Dr. Amara Malila


Dr. Amara Malila was born in Bangkok , Thailand in 1936. She graduated from Siriraj University of Medicine in 1959, and served as a government official in the Department of Medicine at the Ministry of Public Health. In 1963, she went to Philadelphia , USA to further her studies and obtained a Diploma from the American Board of Pediatrics in 1967, and a Ph.D. in Physiology from the Medical College of Pennsylvania in 1969. Then, Dr. Amara Malila returned home to Thailand to work as a lecturer in the Department of Physiology at Mahidol University .

After early retirement, in 1975 Dr. Amara went to practice meditation with Bhikkhu Singthong at Pakaew Forest Temple in Sakon Nakorn. In 1979 she began giving Dhamma talks at the Buddhadhamma societies of Siriraj Hospital, Ramathibodi Hospital , King Chulalongkorn Memorial Hospital, Dhammasathan of Chulalongkorn University and at other numerous other places. Dr. Amara taught thousands to meditate, experience the benefits of mindfulness, and to apply Dhamma to resolve daily life problems.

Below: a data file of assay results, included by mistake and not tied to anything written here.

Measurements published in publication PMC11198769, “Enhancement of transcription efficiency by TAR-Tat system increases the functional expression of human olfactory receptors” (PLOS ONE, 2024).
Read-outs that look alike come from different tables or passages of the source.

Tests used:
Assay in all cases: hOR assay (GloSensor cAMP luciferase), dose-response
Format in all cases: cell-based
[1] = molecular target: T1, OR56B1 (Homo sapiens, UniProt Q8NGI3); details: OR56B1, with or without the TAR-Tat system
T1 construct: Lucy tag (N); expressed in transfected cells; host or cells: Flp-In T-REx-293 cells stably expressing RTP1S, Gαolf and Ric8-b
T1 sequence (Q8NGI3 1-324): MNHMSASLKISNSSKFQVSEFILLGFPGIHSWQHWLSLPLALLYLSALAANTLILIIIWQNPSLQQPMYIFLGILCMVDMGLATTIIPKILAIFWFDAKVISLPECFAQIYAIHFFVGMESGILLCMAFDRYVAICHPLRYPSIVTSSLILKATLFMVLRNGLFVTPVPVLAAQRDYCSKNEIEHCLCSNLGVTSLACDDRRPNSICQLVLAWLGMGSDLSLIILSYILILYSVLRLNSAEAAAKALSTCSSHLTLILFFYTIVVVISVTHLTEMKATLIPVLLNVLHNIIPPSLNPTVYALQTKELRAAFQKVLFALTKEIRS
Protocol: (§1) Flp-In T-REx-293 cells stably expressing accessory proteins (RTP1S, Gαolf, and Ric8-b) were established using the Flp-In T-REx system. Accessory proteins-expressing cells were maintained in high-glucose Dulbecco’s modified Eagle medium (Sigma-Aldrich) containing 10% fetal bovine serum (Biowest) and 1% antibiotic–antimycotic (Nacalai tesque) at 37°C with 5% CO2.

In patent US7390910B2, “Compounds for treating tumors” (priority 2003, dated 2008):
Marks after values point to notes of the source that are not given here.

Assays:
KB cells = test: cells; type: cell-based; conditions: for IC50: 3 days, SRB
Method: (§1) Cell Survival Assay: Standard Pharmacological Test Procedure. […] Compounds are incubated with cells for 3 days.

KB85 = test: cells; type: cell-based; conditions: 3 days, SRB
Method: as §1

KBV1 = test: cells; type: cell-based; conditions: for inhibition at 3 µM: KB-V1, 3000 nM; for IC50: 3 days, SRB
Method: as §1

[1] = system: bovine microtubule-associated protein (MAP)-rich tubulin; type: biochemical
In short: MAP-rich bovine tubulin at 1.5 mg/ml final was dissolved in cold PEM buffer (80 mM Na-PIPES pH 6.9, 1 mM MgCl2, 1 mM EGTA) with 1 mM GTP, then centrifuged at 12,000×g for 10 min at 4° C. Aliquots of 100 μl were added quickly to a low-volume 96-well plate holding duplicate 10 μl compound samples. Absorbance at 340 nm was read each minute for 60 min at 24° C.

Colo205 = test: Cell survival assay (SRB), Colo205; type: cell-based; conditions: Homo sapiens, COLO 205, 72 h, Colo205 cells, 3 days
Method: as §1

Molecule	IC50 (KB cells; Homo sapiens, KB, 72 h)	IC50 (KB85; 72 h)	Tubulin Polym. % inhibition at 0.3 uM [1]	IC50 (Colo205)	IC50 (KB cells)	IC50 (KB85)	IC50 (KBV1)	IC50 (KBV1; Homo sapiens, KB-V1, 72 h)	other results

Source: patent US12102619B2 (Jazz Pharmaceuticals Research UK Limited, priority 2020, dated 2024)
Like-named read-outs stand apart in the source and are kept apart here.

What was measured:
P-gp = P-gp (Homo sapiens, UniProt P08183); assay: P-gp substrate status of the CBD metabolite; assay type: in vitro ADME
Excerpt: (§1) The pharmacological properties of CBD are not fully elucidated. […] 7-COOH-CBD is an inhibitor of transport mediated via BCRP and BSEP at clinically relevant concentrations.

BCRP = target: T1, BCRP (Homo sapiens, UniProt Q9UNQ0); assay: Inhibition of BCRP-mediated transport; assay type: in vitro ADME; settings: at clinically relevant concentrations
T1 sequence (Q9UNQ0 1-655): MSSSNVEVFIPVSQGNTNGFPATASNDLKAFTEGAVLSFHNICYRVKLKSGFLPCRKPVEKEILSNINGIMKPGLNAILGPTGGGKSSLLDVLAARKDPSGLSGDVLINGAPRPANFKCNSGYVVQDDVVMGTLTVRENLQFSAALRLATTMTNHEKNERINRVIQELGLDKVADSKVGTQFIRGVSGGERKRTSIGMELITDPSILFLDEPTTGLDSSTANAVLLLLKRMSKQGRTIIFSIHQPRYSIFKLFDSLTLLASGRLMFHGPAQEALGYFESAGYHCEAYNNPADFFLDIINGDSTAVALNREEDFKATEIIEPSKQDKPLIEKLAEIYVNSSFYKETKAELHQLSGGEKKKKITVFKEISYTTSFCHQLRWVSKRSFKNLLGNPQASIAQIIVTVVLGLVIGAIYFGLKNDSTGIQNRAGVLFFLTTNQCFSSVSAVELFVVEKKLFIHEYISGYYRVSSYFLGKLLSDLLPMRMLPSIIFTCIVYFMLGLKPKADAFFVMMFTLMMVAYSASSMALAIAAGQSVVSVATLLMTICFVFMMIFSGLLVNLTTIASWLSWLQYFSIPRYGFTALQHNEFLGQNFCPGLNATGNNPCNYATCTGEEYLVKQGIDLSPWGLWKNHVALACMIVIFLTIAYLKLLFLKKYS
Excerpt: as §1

Dr. Amara Malila has devoted her life to counseling and caring for the chronically ill and the terminally ill at several hospitals. She has taught those experiencing suffering to explore their own minds, to experience living in the present moment “here” and “now,” and to experience a separation of their bodies from pain.

Dr. Amara has shared the Dhamma via radio broadcasts: “Quality of Life” with Professor Rawee Pawilai, “Clinic 101.5” via Chula Radio Station, “A Dhamma Talk with Rajda Kleesunthorn” via the Radio Station for Education every Saturday and Sunday morning, and “Newsletter for the Public” via the Army Transportation Radio Station. Dr. Amara Malila has humbly authored about 60 Dhamma books.

The principle of Dhamma for Dr. Amara is practicing mindfulness, (sati). Dr. Amara identifies a master key to ingenious thinking and mindful daily life as thinking by way of causal relations (yoniso mana sikarn). A whetstone for wisdom, she notes every event either good or bad. To use Dhamma in daily life in this way makes for joyfulness in working in every second of life.